Friday, 19 December 2014

The Poet : Chapter Twelve

Those were ten happy days. The eleventh day was strange enough for the Poet to think it would probably seal his fate. Sarah had changed suddenly. From morning to evening she did not greet, smile or say a good word to the Poet. Haroon was absent all that day long. So when the Poet had finished all that day’s work he regained his room to sleep. He was deeply dismayed at Sarah’s abrupt change. She had not even given him his dinner this night! And this was enough to shatter his morale. Sarah was his beloved. He had never entrusted this secret to anybody, but he loved his mistress secretly and deeply. Even when he had told Marqus abut Sarah, he had not said that he loved her. He had told him anything but this. So the Poet thought about this for two or three hours that night.

      Suddenly, in the middle of the night, a light filled the Poet’s room. So he removed the sheet from his face and turned toward the door. It was Sarah, carrying an oil-lamp in her left hand and a bowl in her right. “You madam?” said the Poet, having nothing else to say. Sarah glanced at the floor, then at the Poet’s face and moved forward and sat on the bedside, close to the Poet’s feet. She put down the oil-lamp on the floor and turned to hand the bowl to the Poet, who had now gathered himself and sat upright, close to his mistress. All his fears had revived instantly. So he began to eat from the bowl with a shivering hand. He did not wash his hands before eating. He did not ask questions. He merely sat beside his mistress and beloved and ate silently. In the meanwhile Sarah had cupped her chin in her right hand and rested her eyes on the floor. She looked absentminded. Now and then the Poet glanced furtively at her. She was wearing a blue nightdress and her hair hung on her back. At long last, she turned to the Poet and asked, as she glanced at the bowl:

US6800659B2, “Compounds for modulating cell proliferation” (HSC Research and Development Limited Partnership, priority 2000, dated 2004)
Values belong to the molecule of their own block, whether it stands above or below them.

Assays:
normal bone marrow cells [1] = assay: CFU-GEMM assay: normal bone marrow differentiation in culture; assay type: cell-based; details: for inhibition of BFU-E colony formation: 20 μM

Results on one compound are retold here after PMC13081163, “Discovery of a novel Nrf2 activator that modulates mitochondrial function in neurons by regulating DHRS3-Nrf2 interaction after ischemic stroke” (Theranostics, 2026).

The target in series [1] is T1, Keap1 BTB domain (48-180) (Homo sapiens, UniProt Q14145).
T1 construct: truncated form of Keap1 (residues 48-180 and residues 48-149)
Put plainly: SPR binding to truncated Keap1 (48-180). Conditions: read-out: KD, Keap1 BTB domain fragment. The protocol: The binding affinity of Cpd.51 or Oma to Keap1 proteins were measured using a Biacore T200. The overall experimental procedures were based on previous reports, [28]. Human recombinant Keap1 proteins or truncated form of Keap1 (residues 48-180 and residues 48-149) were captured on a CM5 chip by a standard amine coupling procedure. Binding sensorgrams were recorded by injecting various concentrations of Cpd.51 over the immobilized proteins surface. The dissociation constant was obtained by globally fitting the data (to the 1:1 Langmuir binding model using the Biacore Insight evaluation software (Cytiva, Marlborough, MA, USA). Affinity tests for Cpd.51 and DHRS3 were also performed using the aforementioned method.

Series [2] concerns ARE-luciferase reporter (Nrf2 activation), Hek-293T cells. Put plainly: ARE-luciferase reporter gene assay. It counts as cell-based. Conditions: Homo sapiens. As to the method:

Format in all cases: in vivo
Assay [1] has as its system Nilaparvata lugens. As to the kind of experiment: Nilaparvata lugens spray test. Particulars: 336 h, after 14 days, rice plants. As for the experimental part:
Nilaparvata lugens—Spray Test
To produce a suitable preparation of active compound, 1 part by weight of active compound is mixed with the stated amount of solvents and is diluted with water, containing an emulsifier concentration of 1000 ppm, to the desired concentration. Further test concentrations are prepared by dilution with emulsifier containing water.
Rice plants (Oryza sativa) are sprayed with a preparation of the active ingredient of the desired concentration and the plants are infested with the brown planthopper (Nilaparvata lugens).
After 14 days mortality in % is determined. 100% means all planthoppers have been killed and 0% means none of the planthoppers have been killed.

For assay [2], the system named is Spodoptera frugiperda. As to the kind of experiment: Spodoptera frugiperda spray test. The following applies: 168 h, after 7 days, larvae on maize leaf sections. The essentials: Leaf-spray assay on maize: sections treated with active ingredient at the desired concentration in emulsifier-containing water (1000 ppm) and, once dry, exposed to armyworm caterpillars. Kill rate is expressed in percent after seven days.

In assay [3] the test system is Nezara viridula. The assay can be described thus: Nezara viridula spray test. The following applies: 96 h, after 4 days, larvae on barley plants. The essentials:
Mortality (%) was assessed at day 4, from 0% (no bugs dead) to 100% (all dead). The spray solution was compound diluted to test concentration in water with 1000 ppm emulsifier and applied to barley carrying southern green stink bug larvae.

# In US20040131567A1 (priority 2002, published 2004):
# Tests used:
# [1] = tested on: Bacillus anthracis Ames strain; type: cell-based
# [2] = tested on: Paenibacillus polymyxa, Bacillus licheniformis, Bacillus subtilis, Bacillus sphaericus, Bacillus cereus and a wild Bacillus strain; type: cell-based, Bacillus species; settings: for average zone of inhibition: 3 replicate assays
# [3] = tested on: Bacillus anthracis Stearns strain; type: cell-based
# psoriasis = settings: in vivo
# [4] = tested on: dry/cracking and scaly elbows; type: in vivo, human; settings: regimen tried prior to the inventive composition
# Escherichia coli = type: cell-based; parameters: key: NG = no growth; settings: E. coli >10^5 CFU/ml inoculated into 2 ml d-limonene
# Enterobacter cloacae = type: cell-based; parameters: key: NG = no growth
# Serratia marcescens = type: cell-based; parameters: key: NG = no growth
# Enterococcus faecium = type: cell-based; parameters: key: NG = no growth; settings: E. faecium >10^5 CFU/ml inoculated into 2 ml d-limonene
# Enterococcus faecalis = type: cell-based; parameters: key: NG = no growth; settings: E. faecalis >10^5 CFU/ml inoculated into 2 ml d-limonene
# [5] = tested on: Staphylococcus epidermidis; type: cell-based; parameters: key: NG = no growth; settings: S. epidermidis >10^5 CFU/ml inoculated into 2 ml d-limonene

“Yes madam,” replied the Poet, slightly puzzled.
      Actually, he had not finished. But his fears pushed him to say yes. Without any more words, Sarah took the bowl gently from the Poet’s hand and picked up the oil-lamp and left the room. She did not say good night. The Poet’s heart beat fast. He was once again amazed and thoroughly captivated by this inscrutable woman.

      Then, the Poet lay on his right side and wrapped all his body but the face in the sheets. He resumed his thoughts by muttering this: “I live a life of adventure.” So far nothing dangerous had happened, though. The mistress had merely brought him his dinner. And the master was still away. But why had Sarah herself brought him the bowl until the length and breath of his room? This had never happened before. And what had she been thinking about when he had been eating? The Poet had affected not to care. But all his body was shivering with fear and desire. A woman could easily discern such an affectation of indifference. Soon afterwards Sarah put an end to these unending thoughts by her new coming into the Poet’s room. This time she came without the oil-lamp. She just coughed at the door to indicate her presence and immediately afterwards blundered toward the bed. The Poet rose, aghast, and asked in a shaky voice:
      “Is there any problem, madam?”
      Sarah hesitated, then said:
      “No, there’s no problem. I only need to be- well, I’ve suddenly felt lonely. Haroon’s away, you know. And- shall I sleep with you?”
      Stunned, the Poet could not reply at once. He just frowned, lowered his eyes and thought briefly before he replied uncomfortably:
      “You’re welcome, madam. Come!”
      Sarah removed one side of the sheets and lay beside the Poet. And they slept together in utter darkness.

      The first cock-crow found the Poet and Sarah alone in their respective rooms. When they met again, in the morning, the Poet found it hard to look his mistress in the eye. Sarah smiled at his shyness but did not comment in words. She only said, when she gave him his breakfast: “Haroon will be back in the afternoon. Don’t look abashed before him!” The Poet nodded lamely and moved away.